But that is not the policy in any other place in Canada, and I challenge the minister to put his finger on a solitary statute where any municipality has the right to control its own streets unless it is subject to an appeal to the Railway Board. I know they will tell you this case stands out by itself, but that does not alter the fact that this company got powers from this Parliament, and started operation in good faith. They spent millions and millions of dollars, and now, because the Hydro-Electric Commission, or the people of Toronto acting under the Hydro-Electric Commission spent about five million dollars, they ought to have the right to say the Toronto Electric Light, Company cannot extend their plant or works unless the municipality gives them permission. The municipality told us in so many words they would not give that permission, because they did not want them as competitors, and the sub-committee of this House introduced clause 5 into this Bill simply to give the municipality of Toronto the absolute right to prevent this company from doing business. I protested against it then, and I protest now. I do not suppose my protest will have much weight, but I could not allow class legislation of that character to go through without objection. You may say the city of Toronto ought to have the right
to control their own streets. If my hon. friend will take that attitude with every corporation and every municipality in Canada we will discuss it. If he will say there is no appeal of a municipality to the Railway Board, it is debatable, but to say there is an appeal except in the case of Toronto, to prevent a company which has been doing business there for eighteen years from continuing business, I say is class legislation and should not be allowed. The real cause of the trouble is in the definition given in subsection 1, and the amendment in subsection 5. This is so cunningly worded that unless one had been 'before the sub-committee and had listened to the arguments of the lawyers on both sides one could not tell what it meant. You could not take that section before any court in Canada to-day and get an intelligent interpretation of it unless you had some outside evidence to buttress it up and show what it means. Let me read it:-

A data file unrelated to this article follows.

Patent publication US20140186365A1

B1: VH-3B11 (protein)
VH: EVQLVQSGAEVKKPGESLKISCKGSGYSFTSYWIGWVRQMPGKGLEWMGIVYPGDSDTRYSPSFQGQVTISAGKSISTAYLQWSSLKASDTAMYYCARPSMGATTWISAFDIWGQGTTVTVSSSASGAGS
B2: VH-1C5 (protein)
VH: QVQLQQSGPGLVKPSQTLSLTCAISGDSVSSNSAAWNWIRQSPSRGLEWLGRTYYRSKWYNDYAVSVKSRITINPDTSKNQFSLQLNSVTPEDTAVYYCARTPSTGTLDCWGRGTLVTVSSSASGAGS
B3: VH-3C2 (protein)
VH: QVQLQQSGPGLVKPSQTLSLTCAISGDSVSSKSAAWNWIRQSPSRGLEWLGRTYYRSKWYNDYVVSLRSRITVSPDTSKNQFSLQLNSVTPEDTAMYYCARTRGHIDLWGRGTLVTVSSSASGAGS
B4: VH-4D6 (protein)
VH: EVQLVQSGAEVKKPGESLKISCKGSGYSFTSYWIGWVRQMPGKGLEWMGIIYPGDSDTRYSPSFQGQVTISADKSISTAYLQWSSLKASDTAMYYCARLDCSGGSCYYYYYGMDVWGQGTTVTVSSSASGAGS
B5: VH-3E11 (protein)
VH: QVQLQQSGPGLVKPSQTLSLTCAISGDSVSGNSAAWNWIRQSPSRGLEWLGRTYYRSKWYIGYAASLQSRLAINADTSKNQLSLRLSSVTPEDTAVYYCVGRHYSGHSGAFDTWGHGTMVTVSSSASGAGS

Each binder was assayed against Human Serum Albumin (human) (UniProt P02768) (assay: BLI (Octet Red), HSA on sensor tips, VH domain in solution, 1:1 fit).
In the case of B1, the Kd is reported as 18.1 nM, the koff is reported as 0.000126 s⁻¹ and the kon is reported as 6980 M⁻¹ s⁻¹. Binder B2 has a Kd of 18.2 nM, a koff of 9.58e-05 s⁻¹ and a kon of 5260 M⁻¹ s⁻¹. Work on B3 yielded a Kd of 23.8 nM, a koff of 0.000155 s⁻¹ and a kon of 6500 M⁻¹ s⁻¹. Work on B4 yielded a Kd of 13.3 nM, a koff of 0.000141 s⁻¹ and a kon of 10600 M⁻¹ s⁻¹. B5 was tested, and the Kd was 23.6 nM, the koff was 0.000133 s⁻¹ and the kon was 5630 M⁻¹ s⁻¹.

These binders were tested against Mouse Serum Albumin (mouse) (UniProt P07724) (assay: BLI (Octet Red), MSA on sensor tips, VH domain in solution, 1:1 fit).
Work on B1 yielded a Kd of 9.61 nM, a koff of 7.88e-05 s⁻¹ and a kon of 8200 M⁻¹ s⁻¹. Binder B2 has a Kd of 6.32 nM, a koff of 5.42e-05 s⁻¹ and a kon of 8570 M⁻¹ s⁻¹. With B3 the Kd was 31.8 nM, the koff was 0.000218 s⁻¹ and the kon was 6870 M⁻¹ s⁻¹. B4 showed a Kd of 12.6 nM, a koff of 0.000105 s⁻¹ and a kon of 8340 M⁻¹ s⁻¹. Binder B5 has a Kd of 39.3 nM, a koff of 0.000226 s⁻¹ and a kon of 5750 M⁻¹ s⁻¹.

(5) The provisions of the last preceding subsection shall apply to and restrict the powers of any company heretofore incorporated by Special Act or other authority of the Parliament of Canada notwithstanding that such provisions may be inconsistent with the provisions of such Special Act or other authority, and notwithstanding the provisions of section three of this Act; and it is hereby declared that the powers of any such company have been so restricted since the date of the enactment of chapter thirty-seven of the Revised Statutes of Canada 1906, that is to say, the thirty-first day of January, 1907.
The only way they could work this out was to make this clause retroactive by ten years. I do not believe such a proposition was ever even mooted, let alone attempted to be enacted in law in this Parliament, and I can only say that so far as I am concerned I shall vote against this subsection.
Mr. McCarthy and others who appeared with him when this clause was originally before us protested against the introduction of the amendment, They stated that they had sold bonds in England of the Toronto Niagara Power Company for $15,000,000, and we are practically confiscating these bonds.
We are taking away their rights to supply power in Toronto where they are established and that is practically the same thing. I, like my hon. friend (Mr. Garve'll), voted against it at the time and I certainly will vote against it now. I voted against it then with a full understanding of what we were doing. We , are practically confiscating the rights of
the Toronto Niagara Power Company and we are largely redwing the value of the bonds in England if we are not entirely destroying it. That is not fair. The people have invested their money in good faith.